My sister suggested I read this book (Spark) and I finished it within two weeks (Fast for me). I highly recommend it to anyone and everyone to read!
In a world that insists that anything can be fixed with a pill, this gave me a completely fresh perspective on living my life to the fullest in the healthiest way possible.
Though my posts to social media may make me look like a strong, confident, focused, and insanely happy person… I still struggle much more than I let on. In fact, the majority of my posts are to also inspire myself!
I will admit that I’ve battled with ongoing negative thoughts, frustrations with not being able to get anything done (focus), having the ability to make any situation an awful situation, and finding everything possible wrong with myself. This has affected my social life, the people I care most about, and of course myself. I’ve tried about every class of anxiety medicine out there, I’ve been on medication for ADHD, I’ve been through counseling/therapy/psychiatry/etc. It is still a battle.
Every day I wake up and have to remind myself that I am in charge of how I feel and make a conscious effort to choose happiness. The concept that happiness is a choice (heck, that LIFE is a choice) is still fairly new to me, though that is a topic for a completely different blog post. My point is this: WE ALL STRUGGLE. My struggle may be different than yours, but it still affects the way I choose to live my life on an everyday basis. I have to choose positive thoughts, choose to keep working at it, and choose the happiness that I know exists despite the negativity. Sometimes I win, sometimes I lose, but I still keep trying.
Getting back on topic… The book reveals how exercise affects the brain. Despite the different therapies/drugs I have tried in the past, my most healthy mind was when I was exercising every single day (aerobic) and eating a moderately healthy diet. Unfortunately, when reality hits it’s easy to get so busy that exercise gets pushed to the side. I know this first hand, because it has happened to me. My job alone was taking up a lot of time (like everyone else, I’m sure); Combine that with 2+ hours in the car commuting each day, factoring in adequate time for sleep, preparing/eating meals, and being social (including a new relationship)…It was just easiest to give up exercise. Don’t get me wrong! I still managed to fit one or two days in each week, but that just wasn’t enough and now I have a deeper understanding of why. The book uses a very scientific vocabulary, but the message is clear: exercise is MUCH more than just a way to have a beautiful body.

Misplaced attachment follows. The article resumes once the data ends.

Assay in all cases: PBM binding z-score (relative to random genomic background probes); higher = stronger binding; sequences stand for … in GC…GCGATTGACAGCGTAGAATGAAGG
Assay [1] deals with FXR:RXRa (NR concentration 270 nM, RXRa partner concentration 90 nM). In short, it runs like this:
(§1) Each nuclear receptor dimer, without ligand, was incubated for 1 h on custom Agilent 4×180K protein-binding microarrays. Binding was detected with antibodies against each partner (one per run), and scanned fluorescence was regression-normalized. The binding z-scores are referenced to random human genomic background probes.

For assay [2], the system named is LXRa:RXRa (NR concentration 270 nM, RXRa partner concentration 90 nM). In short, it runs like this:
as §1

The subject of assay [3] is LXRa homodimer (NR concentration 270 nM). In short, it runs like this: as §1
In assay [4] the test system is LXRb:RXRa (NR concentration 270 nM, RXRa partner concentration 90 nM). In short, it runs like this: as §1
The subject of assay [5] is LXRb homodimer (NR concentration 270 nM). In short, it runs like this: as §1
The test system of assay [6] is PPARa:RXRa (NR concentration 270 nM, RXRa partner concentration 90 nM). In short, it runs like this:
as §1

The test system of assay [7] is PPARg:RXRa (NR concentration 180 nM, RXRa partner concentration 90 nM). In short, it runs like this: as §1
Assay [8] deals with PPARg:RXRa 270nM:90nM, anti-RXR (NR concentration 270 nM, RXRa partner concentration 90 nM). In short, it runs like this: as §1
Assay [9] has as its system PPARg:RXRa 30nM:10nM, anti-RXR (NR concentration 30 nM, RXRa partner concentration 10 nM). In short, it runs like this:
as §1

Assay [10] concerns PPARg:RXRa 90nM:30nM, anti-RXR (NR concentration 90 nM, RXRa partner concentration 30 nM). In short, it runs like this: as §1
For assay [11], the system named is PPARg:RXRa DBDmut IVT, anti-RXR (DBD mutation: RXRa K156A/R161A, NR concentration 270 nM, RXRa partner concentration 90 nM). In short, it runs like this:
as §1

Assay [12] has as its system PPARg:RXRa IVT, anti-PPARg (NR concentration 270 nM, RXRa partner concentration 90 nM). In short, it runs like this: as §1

Things I’ve noticed since adding aerobic exercise into my daily routine:
* Increased energy *
* Less sulking and more doing *
* More of a drive to get things done *
* I can stay slightly more focused (I still struggle… a. lot.)*
* I’m not as inclined to eat EVERYTHING in the kitchen *
These are just a few ways I’ve seen exercise help my daily struggles. One more issue I want to address is how obnoxious adding exercise to your schedule is. I,
personally, get frustrated because not only does it take up time to do the exercise, but then I’m all sweaty and have to shower, which takes even more time. The hardest part about exercise is actually getting motivated to DO the exercise. Once I am there (wherever there may be), it’s easier. Setting an earlier alarm, getting dressed and doing it…those things are my biggest challenge. After reading all of the benefits daily exercise and experiencing it first hand, I at least have more of a reason to push myself.
Though the mind-body connection is strengthened by aerobic exercise, the yoga practice is also good for calming the mind and strengthening the body. (I was very happy to learn about how beneficial the combination two are together!)
SOooooooo…to sum up a long post…Go read Spark by John T. Ratey and start adding at least 30 minutes of aerobic exercise 4 days a week to your schedule. I promise that you will see a difference!